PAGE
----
September 29, 2004
eMarketer reports that 2004 will see the first significant increase in technology spending by Canadian businesses and government since 2001.
Over the past three years, IT spending in Canada has remained essentially flat, ranging between CAD $92.0 billion and $93.0 billion. But Forrester Research predicts that, at long last, spending this year will reach CAD $96.0 billion, up 4.3%.
A comparative estimate from IDC puts IT spending in Canada at CAD $35.1 billion in 2004, although it is important to note that IDC’s forecast is not as expansive as Forrester’s, which includes telecommunications equipment and services in its forecast, in addition to wages paid to IT workers, while IDC’s forecast does not.
In July of 2004, IDC raised its long-term guidance for IT spending growth in Canada to a 2.7% compound annual rate between 2003 and 2008. This is up from the 2.4% compound annual growth rate that IDC had predicted earlier in the year. As an explanation of its upward revision, IDC cited strong sales in the IT hardware and software markets as replacement sales of PCs, entry-level servers, and storage units have been stronger than initially anticipated.
No matter which numbers you go by, the question remains: What’s driving the rise in spending at this time? eMarketer answers this question in its latest report, IT and E-Business in Canada: Spending and Trends.
Looking back at the peak of the technology boom, eMarketer finds that IT spending in Canada was increasing at about the same rate as it was in the United States, posting double-digit growth in both 1999 and 2000. And while IT spending growth dropped to just 3% in the United States in 2001, Canadian firms continued to spend on technology, as their IT spending grew by 8% that year. More recently though, Canadian IT spending growth has lagged the United States, as the two countries have started to climb out of the economic downturn of the past few years.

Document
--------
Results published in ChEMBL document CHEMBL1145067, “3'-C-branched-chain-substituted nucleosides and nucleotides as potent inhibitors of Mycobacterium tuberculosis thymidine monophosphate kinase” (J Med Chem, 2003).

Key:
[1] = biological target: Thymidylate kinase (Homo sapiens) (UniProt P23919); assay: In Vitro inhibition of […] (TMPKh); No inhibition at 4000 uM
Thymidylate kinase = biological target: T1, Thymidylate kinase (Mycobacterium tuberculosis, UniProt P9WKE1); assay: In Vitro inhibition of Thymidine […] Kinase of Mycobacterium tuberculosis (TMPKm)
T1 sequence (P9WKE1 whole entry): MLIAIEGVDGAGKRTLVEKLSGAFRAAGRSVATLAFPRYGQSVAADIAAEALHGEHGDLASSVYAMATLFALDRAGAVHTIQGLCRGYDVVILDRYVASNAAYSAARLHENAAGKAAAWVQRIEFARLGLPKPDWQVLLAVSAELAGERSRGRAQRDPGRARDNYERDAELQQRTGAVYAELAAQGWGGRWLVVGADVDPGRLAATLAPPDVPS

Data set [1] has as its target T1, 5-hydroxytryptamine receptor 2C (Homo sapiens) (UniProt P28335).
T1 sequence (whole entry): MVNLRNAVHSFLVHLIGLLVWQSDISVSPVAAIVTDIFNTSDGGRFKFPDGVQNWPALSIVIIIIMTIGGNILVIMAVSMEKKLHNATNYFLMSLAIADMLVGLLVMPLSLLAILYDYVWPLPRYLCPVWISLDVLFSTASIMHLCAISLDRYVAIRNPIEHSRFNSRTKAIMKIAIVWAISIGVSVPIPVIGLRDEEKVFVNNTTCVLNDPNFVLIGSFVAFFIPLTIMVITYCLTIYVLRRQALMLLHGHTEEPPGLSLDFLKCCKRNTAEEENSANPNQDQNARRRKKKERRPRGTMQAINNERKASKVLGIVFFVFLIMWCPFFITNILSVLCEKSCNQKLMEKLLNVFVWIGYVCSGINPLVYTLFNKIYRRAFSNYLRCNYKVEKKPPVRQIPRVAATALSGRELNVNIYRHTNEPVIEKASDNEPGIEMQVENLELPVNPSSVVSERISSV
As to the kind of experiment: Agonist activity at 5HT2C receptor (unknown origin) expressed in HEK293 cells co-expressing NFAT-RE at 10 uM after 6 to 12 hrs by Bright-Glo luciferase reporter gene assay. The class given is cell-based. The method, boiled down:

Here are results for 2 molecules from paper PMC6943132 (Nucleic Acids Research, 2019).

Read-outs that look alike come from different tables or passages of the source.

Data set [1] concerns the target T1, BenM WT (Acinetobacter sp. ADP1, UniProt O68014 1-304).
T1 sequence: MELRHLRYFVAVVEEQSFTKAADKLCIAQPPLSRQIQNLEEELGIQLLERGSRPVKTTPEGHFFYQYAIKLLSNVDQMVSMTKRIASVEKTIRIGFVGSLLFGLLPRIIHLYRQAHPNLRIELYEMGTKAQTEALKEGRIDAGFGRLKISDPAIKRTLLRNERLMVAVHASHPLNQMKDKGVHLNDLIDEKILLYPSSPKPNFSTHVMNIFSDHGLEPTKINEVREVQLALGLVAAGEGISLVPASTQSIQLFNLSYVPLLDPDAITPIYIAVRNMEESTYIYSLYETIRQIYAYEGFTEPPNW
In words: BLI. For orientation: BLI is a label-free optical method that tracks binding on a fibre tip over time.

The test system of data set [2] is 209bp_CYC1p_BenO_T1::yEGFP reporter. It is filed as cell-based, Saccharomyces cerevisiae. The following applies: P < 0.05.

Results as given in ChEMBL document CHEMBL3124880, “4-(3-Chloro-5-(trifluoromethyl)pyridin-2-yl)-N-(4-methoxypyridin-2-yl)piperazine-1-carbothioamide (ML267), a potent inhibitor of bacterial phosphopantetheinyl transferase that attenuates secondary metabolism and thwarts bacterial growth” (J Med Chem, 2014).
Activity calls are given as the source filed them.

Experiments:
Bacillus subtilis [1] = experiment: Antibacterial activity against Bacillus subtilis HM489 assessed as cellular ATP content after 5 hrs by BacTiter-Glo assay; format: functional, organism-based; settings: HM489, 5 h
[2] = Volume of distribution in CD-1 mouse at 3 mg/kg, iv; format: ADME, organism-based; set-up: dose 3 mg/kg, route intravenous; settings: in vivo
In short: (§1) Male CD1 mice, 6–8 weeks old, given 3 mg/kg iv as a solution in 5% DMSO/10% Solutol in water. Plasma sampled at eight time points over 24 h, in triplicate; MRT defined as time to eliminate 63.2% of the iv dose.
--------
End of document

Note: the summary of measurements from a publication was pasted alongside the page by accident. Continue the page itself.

With small and medium-size enterprises (SMEs) making up a significant portion of the Canadian business market, it should come as little surprise that the adoption of advanced e-business solutions has been somewhat slow in Canada, since smaller companies are typically more conservative when it comes to technology spending.
Now Canadian government and industry organizations are putting considerable efforts into to educating SMEs about the benefits of e-business, because up until now most Canadian companies have hesitated to invest in advanced e-business solutions.
Canadian companies have been reluctant to adopt such solutions due to their complexity, as well as the shortage of skilled IT labor that is able to implement and maintain them. Several decision-makers also say that the cost of e-business solutions remains high, noting that it is preferable for them to continue doing business using taditional methods, rather than risk implementing an e-business solution with an uncertain return on investment.
Nevertheless, small, medium-size and large business leaders in Canada are taking another look at e-business solutions today. Many technology vendors have spent the last few years adapting their solutions to better fit the needs of SMEs in particular, while the growing acceptance of IT outsourcing is encouraging Canadian companies to consider using third-party service providers to implement and manage e-business solutions.
Change is coming, though still relatively slowly.
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